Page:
I’ve been trying to incorporate this into my morning routine, but on days where I know my anxiety will be high, I will try to force myself to do it a few times, especially before triggering situations like taking my Mom to dialysis or making phone calls. It’s still not a perfect routine yet but I always feel better on the days I squeeze it in somewhere.


This technique has been helping me for years now. It’s my Go-To when I am spiraling. My family has seen me do it (although I do try to find ways to get away in private if I can) and it has gotten me through a wide variety of spirals. My most vivid memory is when we were going to ride the subway in NYC (something that pushes a lot of my anxiety buttons) I focused on this technique from the moment we walked into Grand Central Station to the moment we were out in the open again near Castle Clinton.

The count for this one is 4-3-7. You inhale for 4 counts (which I count on my fingers making fists), hold for three (which I add to the four on my hands so I have seven fingers down), and then exhale for 7 (which I count by lifting all 7 of the fingers I folded down in the first two steps). The 4-3-7 pattern is very awkward and unnatural. It’s not a breathing technique to calm you in the same way the maintenance breathing is. It’s a breathing technique that, because of the awkwardness, basically forces my brain to either reboot if I’m in a spiral, or keeps me from focusing on the triggering thing (like crowds or heights) when I feel myself spiraling.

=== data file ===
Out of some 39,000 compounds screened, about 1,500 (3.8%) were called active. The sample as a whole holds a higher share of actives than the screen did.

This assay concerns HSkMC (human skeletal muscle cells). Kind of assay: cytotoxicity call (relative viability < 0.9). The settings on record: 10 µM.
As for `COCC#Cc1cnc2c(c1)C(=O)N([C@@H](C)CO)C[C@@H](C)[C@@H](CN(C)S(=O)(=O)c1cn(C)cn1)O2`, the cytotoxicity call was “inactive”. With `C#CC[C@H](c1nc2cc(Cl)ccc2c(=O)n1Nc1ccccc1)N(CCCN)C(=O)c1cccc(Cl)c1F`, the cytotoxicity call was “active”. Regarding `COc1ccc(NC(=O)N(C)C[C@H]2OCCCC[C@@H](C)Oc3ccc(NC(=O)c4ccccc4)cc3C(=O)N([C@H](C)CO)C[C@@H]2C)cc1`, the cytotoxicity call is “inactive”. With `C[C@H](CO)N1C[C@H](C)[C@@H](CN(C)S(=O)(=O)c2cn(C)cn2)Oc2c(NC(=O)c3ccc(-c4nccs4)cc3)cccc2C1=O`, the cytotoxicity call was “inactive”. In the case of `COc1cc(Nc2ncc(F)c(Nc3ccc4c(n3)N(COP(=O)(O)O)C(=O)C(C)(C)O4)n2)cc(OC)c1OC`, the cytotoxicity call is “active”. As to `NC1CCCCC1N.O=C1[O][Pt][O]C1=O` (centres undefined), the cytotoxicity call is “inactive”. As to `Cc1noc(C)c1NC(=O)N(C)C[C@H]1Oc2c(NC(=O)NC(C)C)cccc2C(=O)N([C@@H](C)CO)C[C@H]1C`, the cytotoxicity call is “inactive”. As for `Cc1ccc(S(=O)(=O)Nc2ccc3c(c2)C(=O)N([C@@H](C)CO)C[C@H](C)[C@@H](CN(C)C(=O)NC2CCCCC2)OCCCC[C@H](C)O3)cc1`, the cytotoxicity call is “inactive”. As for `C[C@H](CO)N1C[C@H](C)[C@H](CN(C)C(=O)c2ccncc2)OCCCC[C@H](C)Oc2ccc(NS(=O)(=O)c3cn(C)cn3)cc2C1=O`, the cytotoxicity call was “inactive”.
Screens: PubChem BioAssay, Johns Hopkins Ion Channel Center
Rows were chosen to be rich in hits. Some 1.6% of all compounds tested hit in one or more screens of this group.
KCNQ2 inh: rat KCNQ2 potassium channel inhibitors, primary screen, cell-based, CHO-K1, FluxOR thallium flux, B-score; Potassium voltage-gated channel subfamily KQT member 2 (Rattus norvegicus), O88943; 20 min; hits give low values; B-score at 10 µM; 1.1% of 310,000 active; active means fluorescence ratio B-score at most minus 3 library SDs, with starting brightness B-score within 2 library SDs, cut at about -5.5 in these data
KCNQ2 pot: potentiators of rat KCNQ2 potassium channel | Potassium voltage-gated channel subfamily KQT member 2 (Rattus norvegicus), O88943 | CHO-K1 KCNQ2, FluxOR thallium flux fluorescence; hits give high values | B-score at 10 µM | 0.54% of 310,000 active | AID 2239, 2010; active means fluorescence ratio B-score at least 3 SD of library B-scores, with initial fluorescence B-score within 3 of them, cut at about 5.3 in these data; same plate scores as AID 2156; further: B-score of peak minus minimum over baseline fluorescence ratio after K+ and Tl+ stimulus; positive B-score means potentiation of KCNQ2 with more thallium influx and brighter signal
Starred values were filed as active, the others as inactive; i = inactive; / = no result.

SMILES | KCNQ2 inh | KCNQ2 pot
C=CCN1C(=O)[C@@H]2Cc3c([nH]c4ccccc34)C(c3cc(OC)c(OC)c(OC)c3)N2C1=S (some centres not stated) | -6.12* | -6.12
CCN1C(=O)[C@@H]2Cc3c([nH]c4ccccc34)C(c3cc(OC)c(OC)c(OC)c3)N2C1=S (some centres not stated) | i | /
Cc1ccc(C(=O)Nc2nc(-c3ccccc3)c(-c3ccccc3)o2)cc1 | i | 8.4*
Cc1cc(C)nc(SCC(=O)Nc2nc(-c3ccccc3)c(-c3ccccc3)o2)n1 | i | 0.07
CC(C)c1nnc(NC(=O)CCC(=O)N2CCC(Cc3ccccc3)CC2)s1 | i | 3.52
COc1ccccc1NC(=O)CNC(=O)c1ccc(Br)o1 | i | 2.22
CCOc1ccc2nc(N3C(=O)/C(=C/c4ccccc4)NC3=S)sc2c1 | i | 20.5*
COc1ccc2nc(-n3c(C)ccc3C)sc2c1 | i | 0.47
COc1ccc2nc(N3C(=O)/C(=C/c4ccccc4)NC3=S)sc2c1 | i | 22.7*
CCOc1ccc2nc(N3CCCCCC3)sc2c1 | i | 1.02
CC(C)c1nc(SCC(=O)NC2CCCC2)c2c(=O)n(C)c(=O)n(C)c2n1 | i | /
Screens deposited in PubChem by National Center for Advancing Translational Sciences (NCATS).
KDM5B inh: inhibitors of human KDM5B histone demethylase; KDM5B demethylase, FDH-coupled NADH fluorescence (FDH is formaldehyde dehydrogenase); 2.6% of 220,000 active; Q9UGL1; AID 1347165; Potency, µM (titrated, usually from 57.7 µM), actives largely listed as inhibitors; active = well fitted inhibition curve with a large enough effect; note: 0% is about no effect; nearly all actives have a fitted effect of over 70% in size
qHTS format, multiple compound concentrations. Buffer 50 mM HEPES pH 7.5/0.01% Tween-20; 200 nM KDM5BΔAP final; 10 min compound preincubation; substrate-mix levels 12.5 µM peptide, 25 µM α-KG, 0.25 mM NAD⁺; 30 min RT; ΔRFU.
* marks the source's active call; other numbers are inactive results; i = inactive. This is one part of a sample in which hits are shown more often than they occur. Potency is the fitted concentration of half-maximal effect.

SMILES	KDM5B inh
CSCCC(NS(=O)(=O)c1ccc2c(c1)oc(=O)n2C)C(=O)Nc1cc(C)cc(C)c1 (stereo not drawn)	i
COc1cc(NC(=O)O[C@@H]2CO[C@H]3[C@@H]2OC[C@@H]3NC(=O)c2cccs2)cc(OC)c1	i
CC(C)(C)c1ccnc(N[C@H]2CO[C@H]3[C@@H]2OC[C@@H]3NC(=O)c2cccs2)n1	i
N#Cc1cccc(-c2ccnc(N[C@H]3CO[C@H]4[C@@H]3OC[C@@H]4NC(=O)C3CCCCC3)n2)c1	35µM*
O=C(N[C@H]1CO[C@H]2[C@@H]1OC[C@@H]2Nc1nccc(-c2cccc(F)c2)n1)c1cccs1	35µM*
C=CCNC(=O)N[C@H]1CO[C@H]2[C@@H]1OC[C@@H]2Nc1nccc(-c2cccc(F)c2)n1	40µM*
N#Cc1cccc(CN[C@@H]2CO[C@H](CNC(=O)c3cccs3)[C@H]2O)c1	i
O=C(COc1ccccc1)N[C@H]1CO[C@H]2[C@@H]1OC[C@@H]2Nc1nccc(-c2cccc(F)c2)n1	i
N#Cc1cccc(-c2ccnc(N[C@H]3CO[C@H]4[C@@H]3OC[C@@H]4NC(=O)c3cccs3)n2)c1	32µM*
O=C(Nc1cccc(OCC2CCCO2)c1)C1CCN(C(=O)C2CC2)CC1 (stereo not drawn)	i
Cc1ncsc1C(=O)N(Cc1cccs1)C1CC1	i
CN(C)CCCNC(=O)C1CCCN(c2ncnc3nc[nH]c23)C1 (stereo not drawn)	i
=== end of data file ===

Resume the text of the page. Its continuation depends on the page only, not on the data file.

The reboot is key. For example, if I’ve done something “stupid” and I feel myself going through a Rejection Sensitive Dysphoria spiral it’s like a holding down the power button on your laptop and forcing a reboot. It’s like I’m saying to my brain, “Okay, you are stuck and there’s no unstucking you so I’m just going to shut you down and start you back up again.” The breathing requires focus and it doesn’t feel natural and so my brain starts putting all of it’s focus into the breathing and not whatever the thing was that was causing me to spiral in the first place.

So! Those are the two types of breathing techniques I rely on and how they work for me. Do you have any you like?

2 thoughts on “My Breathing Techniques”

  1. Thank you for sharing these techniques, you are incredibly kind. I don’t comment much, but I’d just like you to know I appreciate your posts and how much you have nudged me towards facing uncomfortable truths. The latter might not sound like a compliment but it is. We need people like you in the world who are brave and shout out what they feel. I admire you.

    Praying that the outcome is what we want. People are watching nervously all round the world.

  2. Thank you for this. I have suffered from severe anxiety and am now coming to realize that I have ADHD traits as well. I believe my ADHD has been masked by years of “multitasking” which was supposed to be a good thing? Not. I found what you wrote about using your hands to be like a lightbulb moment for me. It makes sense as to why I find some tapping techniques soothing and helpful. I have figured out that interrupting the thought that kicked my anxiety into a biofeedback loop was key to healing my anxiety symptoms. I made the Work (by Byron Katie) a moment by moment practice for years. These times are frightening for those of us who struggle with anxiety. Especially when we’re responsible to keep food on the table and a roof over our kids heads.